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Shy or quietly confident?

We parents want our children to thrive. And it can hurt when we see a quieter child overlooked, not chosen or otherwise left out in fun, social settings. While we know each child is a unique individual with character traits and tendencies all their own, we still want the best for them and that usually means competence in social settings.

We want our children to have friends and to be cordial with adults. We want them to get invitations to parties and chosen to be part of a team. We want them to be happy. What can we do when a quiet child is seen as “shy?” How can we bolster confidence?

 

Possible contributing factors to introversion

Being an introvert is not necessarily a bad thing. Quieter people can be perfectly happy and have wonderful social skills. But at times children need a boost to make friends and to feel comfortable in social settings. Reasons for the more negative characteristics of being shy or overly quiet can be: 

  • Genetics. Some children inherit personality traits and dispositions leaning toward introversion.
  • Innate personality. We each have a unique make-up with certain tendencies.
  • Shyness can be a learned behavior. If those around the child model quiet or withdrawn social behaviors, the child may observe and imitate them.
  • Insecure family relationships. If a child has overbearing or overprotective adults in their life, the child can become fearful and worry about proper behaviors.
  • Lack of experience. A child who is isolated and has limited opportunity to play with others has fewer opportunities to learn acceptable social behaviors.
  • Overly critical parenting. This can create a child who fears failure.

 

The characteristics of a “shy” child

Friends and family may label a child “shy” when they notice certain behaviors. Your child may tend to play quietly rather than roar like a dinosaur. They may seem uncomfortable around other children, especially those not yet known. They may seem nervous and unwilling to try something new. They may worry that others won’t like them and may just watch as an outsider when games are played.

The shy child may be seen by others as stand-offish. Other children may believe that they just don’t want to play. And when a child is hesitant to join in the fun, that alone can begin a cycle in which a child has fewer interactions with others – fewer opportunities to practice using social skills, which in turn brings on more discomfort in play situations.

What to do?

Parents can help a quiet, withdrawn child by:

  • Avoiding labels. Refrain from calling your child’s behavior “shy.” Rather point out that they are thoughtful – a person who makes choices carefully.
  • Avoiding being overprotective. This is a tough one. But in general, offer many opportunities for your child to participate with others, but refrain from making it a huge potential problem. See your child as unique and as a learner who will be able to succeed at their own pace.
  • Teaching and modeling positive social interactions. Use role play with puppets or stuffed animals to act out ways to make friends and have positive interactions with adults. Practice making eye contact when speaking to others and rehearse scripts to use when meeting someone new. “Hi, my name is …”
  • Facilitating Social Opportunities. Make play dates with children your child likes. Be sure the date is a positive experience by prompting words and behaviors as necessary. “Maybe you could ask Johnny which toys are his favorites.”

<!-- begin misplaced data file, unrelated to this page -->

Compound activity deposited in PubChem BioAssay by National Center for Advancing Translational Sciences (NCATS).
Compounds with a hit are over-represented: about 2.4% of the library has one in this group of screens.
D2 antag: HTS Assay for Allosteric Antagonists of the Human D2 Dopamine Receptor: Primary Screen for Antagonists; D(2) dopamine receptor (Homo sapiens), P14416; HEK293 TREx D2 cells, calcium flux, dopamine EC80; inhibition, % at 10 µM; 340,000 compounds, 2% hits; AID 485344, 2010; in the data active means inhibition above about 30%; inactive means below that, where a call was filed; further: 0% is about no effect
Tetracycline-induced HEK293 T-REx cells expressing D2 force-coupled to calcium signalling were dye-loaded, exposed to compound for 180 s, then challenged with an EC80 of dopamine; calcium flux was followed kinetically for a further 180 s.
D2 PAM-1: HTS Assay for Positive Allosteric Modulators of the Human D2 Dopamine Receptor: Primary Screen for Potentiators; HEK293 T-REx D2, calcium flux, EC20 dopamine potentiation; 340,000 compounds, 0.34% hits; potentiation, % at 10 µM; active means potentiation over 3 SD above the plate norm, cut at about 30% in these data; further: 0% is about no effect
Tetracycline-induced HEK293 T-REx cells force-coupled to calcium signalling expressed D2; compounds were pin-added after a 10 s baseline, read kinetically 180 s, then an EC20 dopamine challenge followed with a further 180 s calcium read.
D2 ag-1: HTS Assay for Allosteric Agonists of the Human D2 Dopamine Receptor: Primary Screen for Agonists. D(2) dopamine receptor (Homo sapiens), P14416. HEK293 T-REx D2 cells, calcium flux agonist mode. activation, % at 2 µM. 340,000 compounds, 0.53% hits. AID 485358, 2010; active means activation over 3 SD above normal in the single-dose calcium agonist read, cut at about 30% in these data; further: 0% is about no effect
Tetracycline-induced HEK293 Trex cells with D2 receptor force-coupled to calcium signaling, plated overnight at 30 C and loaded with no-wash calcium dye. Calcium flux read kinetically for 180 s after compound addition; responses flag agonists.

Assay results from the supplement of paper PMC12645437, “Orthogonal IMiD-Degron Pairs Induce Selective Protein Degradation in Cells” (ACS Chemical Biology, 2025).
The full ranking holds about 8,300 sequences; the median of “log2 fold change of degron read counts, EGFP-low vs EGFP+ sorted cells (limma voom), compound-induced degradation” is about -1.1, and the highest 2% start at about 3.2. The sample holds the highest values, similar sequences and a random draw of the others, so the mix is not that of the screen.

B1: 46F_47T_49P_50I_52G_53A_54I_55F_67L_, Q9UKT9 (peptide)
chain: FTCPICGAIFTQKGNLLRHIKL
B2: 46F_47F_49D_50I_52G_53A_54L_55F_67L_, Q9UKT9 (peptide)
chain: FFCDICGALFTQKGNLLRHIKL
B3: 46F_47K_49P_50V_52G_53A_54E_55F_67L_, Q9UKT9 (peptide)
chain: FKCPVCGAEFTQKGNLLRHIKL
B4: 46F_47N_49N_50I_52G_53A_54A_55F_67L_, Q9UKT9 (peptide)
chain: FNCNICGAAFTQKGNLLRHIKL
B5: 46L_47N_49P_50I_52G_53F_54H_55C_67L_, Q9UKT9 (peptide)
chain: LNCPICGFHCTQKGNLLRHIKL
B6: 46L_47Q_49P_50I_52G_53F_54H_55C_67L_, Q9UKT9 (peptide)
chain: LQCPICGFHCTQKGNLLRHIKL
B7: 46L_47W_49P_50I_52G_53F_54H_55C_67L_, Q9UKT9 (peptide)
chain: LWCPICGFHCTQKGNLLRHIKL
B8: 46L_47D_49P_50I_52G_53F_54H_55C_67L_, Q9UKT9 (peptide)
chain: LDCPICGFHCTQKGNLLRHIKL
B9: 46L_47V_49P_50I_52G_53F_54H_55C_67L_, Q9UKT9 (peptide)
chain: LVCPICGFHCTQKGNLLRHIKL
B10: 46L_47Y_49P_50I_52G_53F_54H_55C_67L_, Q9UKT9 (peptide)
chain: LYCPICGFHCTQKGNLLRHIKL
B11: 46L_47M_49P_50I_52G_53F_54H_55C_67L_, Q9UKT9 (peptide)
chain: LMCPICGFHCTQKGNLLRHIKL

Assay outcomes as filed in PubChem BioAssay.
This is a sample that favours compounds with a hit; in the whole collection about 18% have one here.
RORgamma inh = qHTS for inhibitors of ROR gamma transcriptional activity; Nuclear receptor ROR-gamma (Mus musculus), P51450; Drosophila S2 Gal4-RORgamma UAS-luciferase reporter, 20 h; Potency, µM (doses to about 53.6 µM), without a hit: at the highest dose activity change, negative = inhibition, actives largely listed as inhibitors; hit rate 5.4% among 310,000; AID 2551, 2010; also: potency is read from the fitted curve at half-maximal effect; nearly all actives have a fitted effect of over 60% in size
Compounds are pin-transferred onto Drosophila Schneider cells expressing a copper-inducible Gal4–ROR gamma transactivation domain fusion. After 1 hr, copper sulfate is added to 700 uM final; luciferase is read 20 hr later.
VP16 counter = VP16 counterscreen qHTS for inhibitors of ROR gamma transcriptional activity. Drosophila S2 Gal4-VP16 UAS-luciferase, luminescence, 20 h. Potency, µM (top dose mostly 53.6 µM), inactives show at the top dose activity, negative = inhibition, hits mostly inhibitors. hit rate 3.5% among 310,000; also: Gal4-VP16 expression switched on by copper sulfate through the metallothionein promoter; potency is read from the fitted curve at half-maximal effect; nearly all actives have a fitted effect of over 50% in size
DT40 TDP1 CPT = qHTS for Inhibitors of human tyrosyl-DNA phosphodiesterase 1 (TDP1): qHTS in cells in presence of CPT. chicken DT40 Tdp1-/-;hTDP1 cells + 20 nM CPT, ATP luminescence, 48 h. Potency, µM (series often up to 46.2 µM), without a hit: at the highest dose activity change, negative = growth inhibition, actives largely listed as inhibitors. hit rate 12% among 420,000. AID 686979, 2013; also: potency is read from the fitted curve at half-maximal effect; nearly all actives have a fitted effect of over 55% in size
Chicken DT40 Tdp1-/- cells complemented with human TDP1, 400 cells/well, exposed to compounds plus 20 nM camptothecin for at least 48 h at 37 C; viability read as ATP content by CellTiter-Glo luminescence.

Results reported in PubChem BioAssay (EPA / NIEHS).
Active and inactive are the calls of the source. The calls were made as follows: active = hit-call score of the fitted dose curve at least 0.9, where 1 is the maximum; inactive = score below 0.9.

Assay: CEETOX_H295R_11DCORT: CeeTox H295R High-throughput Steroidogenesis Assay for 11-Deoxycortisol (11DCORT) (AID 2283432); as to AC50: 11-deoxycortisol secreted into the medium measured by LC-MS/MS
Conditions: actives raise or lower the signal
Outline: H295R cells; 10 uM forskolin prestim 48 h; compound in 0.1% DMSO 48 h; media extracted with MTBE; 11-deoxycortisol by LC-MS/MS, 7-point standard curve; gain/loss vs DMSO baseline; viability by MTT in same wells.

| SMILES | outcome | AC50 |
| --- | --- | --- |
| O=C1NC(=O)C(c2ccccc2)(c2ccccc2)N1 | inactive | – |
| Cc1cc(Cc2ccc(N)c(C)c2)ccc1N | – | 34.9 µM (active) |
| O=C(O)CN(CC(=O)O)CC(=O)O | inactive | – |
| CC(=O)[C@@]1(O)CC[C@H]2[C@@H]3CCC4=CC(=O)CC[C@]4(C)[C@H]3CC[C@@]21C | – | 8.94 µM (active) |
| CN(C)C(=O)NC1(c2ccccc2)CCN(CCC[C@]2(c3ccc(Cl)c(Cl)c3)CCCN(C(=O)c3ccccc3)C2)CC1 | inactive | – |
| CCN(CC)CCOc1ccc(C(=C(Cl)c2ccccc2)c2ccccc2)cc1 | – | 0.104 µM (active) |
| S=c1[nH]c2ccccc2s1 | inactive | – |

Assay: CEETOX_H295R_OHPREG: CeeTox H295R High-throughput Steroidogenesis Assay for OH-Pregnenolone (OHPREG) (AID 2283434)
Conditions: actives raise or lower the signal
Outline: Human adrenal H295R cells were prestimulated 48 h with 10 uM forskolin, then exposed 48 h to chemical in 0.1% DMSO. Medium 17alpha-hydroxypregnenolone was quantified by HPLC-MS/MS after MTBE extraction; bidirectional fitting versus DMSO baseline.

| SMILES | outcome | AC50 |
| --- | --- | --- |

• Setting achievable goals. “Hey, you looked Grandma right in the eyes when you talked to her today. Great job.” Stickers and high fives when they approximate positive social interactions. “I saw how you shared your bubbles with Carlos. High five!”
  • Accepting and encouraging your child as the unique individual they are. It’s fine to be quieter or different from other children. Being quiet is only a problem if it brings unhappiness or hinders happy childhood life in some way. Your quiet child may be a strong student, be a better listener than others and may be able to support others who are more outgoing.
  • Using books as teaching tools. Here are some choices:
  • Too Shy to Say Hi by Shannon Anderson and Hiroe Nakata
  • A Little Spot of Belonging: A Story About Being True to Yourself and Making Friends by Diane Alber
  • Shy Ninja by Mary Nhin
  • Sometimes I’m Shy: A Child’s Guide to Overcoming Social Anxiety by Poppy O’Neill and Amanda Ashman-Wymbs
  • Shy Charles by Rosemary Wells

Reading and discussing a book together is a wonderful way to teach perspective-taking, the skill of learning to see things from another’s point of view. This skill is useful to children who struggle with friendships or finding confidence to try new things. They learn that other children worry sometimes too, and that there are ways to solve the problems.

Talking about a book character’s problems is a terrific way for your child to grow in understanding of their own worries or fears. And stories offer a chance to think about social interactions with no pressure to perform.

It takes patience to encourage a timid child. But step by step you can support your child as they become more confident and successful in social settings.

 

Resources

How to Support Your Shy Child by Lilianna Hogan, Grow by WebMD. 

7 Ways You Can Support Your Shy Child by Natalia Oliver, Guidepost Montessori 

Helping Your Shy Child by Eileen Kennedy-Moore, Ph.D., Psychology Today

 

Jan is a retired teacher and reading specialist. She is the author of Homegrown Readers and The Exploits of Edna and Gertie. Find Jan at janpierce.net.

 

See our related articles:

Too shy for words?

Helping a quiet child bloom

Solo sports for introverted and shy kids

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